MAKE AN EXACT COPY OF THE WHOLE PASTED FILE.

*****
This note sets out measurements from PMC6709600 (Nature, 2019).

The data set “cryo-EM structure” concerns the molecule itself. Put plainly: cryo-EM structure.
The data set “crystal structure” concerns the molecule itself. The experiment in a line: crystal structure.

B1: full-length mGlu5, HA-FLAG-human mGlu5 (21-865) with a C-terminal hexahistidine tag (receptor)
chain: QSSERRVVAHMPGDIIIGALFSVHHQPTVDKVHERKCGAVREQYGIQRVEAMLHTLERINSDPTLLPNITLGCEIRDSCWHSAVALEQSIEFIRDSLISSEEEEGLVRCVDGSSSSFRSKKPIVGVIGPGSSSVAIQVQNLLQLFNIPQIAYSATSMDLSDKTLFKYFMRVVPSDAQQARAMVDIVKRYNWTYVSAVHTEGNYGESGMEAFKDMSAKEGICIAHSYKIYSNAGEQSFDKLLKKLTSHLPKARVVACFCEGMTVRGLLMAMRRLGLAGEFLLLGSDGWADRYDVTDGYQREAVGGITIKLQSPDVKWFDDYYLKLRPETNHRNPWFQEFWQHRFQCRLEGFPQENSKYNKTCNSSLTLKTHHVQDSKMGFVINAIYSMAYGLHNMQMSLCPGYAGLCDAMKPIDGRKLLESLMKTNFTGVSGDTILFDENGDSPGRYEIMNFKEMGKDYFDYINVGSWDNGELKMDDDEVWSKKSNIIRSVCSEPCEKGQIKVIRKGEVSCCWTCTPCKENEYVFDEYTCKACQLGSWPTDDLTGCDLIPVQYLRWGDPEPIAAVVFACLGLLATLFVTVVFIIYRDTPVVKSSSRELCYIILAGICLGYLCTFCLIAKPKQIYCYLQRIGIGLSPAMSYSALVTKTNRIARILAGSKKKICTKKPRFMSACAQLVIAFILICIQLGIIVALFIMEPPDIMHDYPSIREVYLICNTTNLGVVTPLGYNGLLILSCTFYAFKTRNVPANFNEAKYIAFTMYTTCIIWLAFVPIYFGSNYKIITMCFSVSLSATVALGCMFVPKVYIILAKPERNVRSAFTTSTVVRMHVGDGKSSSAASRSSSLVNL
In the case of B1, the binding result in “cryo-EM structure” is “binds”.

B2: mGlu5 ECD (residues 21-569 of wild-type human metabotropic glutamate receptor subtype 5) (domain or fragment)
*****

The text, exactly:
This note sets out measurements from PMC6709600 (Nature, 2019).

The data set “cryo-EM structure” concerns the molecule itself. Put plainly: cryo-EM structure.
The data set “crystal structure” concerns the molecule itself. The experiment in a line: crystal structure.

B1: full-length mGlu5, HA-FLAG-human mGlu5 (21-865) with a C-terminal hexahistidine tag (receptor)
chain: QSSERRVVAHMPGDIIIGALFSVHHQPTVDKVHERKCGAVREQYGIQRVEAMLHTLERINSDPTLLPNITLGCEIRDSCWHSAVALEQSIEFIRDSLISSEEEEGLVRCVDGSSSSFRSKKPIVGVIGPGSSSVAIQVQNLLQLFNIPQIAYSATSMDLSDKTLFKYFMRVVPSDAQQARAMVDIVKRYNWTYVSAVHTEGNYGESGMEAFKDMSAKEGICIAHSYKIYSNAGEQSFDKLLKKLTSHLPKARVVACFCEGMTVRGLLMAMRRLGLAGEFLLLGSDGWADRYDVTDGYQREAVGGITIKLQSPDVKWFDDYYLKLRPETNHRNPWFQEFWQHRFQCRLEGFPQENSKYNKTCNSSLTLKTHHVQDSKMGFVINAIYSMAYGLHNMQMSLCPGYAGLCDAMKPIDGRKLLESLMKTNFTGVSGDTILFDENGDSPGRYEIMNFKEMGKDYFDYINVGSWDNGELKMDDDEVWSKKSNIIRSVCSEPCEKGQIKVIRKGEVSCCWTCTPCKENEYVFDEYTCKACQLGSWPTDDLTGCDLIPVQYLRWGDPEPIAAVVFACLGLLATLFVTVVFIIYRDTPVVKSSSRELCYIILAGICLGYLCTFCLIAKPKQIYCYLQRIGIGLSPAMSYSALVTKTNRIARILAGSKKKICTKKPRFMSACAQLVIAFILICIQLGIIVALFIMEPPDIMHDYPSIREVYLICNTTNLGVVTPLGYNGLLILSCTFYAFKTRNVPANFNEAKYIAFTMYTTCIIWLAFVPIYFGSNYKIITMCFSVSLSATVALGCMFVPKVYIILAKPERNVRSAFTTSTVVRMHVGDGKSSSAASRSSSLVNL
In the case of B1, the binding result in “cryo-EM structure” is “binds”.

B2: mGlu5 ECD (residues 21-569 of wild-type human metabotropic glutamate receptor subtype 5) (domain or fragment)